For Black Americans, Spaces of Sanctuary have been a Matter of SurvivalRoundup
tags: religion, African American history, Southern Baptist Convention, Black Church
Alicia K. Jackson is a historian of African American and Southern history at Covenant College. Her book The Recovered Life of Isaac Anderson was just published.
On a plot of land near Toomsboro, Ga., three dozen people gathered last December to say “farewell” to 2020 and its uniquely grim events, including the disproportionate toll of the coronavirus pandemic on Black Americans and the violent killings of Ahmaud Arbery, George Floyd and Breonna Taylor. These African American families hoped that the new year would bring protection from injustices. To this end, they secured roughly 100 acres, built a refuge and named it “Freedom.” Theirs was to be a safe space where they and others like them could thrive.
This community was not the only one to contemplate building spaces of refuge for African Americans. In Fort Worth, Black congregants threatened to leave the predominantly White Southern Baptist Convention, the largest mainline denomination in the country. Other Black pastors and congregations had already left the SBC amid frustrations with the denomination’s predominantly White leadership, As the Rev. Joel Bowman Sr., senior pastor of Temple of Faith Baptist Church in Louisville, concluded, “The SBC to me is not currently a safe place for African Americans and other people of color.”
The idea of creating new institutions and communities is deeply rooted in Black American history. In reality, much of African American history is the story of Americans creating their own sense of sanctuary in a land that often seems antithetical to their presence and their needs.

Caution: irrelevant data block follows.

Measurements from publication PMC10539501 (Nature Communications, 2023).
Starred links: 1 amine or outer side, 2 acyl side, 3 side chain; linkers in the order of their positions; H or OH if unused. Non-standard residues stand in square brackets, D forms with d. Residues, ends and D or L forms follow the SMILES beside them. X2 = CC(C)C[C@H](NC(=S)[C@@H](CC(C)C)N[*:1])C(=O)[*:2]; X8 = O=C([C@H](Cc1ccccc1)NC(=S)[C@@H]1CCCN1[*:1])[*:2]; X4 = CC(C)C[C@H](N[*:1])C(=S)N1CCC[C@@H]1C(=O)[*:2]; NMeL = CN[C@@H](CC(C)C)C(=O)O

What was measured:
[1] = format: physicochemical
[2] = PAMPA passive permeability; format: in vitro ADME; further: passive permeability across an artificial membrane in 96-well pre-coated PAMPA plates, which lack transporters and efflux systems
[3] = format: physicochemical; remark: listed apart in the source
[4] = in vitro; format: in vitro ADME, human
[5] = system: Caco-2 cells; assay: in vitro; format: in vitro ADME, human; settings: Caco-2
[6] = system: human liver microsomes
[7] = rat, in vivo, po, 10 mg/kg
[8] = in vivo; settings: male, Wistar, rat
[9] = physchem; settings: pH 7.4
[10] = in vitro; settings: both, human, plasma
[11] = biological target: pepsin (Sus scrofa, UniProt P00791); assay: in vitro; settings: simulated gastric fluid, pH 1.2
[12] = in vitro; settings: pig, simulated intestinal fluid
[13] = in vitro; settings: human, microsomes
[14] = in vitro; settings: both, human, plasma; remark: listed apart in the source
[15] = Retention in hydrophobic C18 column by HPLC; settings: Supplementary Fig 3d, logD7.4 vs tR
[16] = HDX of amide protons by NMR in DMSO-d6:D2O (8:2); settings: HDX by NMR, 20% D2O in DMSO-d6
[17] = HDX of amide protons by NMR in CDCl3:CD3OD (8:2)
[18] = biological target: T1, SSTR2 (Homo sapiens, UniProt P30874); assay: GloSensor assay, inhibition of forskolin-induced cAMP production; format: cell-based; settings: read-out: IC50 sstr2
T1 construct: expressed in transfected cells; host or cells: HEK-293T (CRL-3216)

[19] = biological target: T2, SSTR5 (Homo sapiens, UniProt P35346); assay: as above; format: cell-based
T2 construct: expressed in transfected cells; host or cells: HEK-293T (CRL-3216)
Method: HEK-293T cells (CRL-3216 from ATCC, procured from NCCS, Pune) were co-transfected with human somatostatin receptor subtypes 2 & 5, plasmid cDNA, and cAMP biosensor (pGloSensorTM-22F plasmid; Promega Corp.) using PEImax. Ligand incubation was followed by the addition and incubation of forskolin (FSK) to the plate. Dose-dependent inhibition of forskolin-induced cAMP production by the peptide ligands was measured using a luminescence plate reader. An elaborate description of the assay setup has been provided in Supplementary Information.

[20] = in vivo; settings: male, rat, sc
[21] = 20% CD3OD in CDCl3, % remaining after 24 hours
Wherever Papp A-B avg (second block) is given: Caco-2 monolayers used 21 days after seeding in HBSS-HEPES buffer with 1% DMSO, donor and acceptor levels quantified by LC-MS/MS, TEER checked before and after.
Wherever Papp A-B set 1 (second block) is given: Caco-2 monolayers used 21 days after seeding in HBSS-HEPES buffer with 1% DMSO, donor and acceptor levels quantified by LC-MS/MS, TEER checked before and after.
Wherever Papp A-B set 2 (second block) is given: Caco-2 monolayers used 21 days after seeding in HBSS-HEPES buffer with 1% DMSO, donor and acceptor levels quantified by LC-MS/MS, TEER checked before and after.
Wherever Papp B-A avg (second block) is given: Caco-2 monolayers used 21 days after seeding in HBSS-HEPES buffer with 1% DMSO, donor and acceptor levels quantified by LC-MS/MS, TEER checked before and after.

Many formerly enslaved people living at the end of the Civil War left White churches en masse and found sanctuary from slavery and its remnants either by joining or establishing Black denominations. Their departure was a visible form of protest, demonstrating their refusal to exist in White-controlled spaces that they understood to be unsafe for them.
By carving out their own safe spaces, Black Americans could give free rein to expressions of joy, pain and mourning at the trauma of slavery and the growing violence that was beginning to undermine the promise of Reconstruction. In these all-Black spaces, they could also organize politically. For example, in Fort Valley, Ga., Isaac H. Anderson, a formerly enslaved man, co-founded the Colored Methodist Episcopal (CME) Church, but also organized politically and won a seat in the Georgia Senate in the December 1870 elections. The election of Anderson and two other Black men to the state legislature was a spectacular feat and spoke to the collective power of Black rural Georgians and the Black church, despite the dominance of the Democratic Party and ever-present threat of white supremacist violence in the state.
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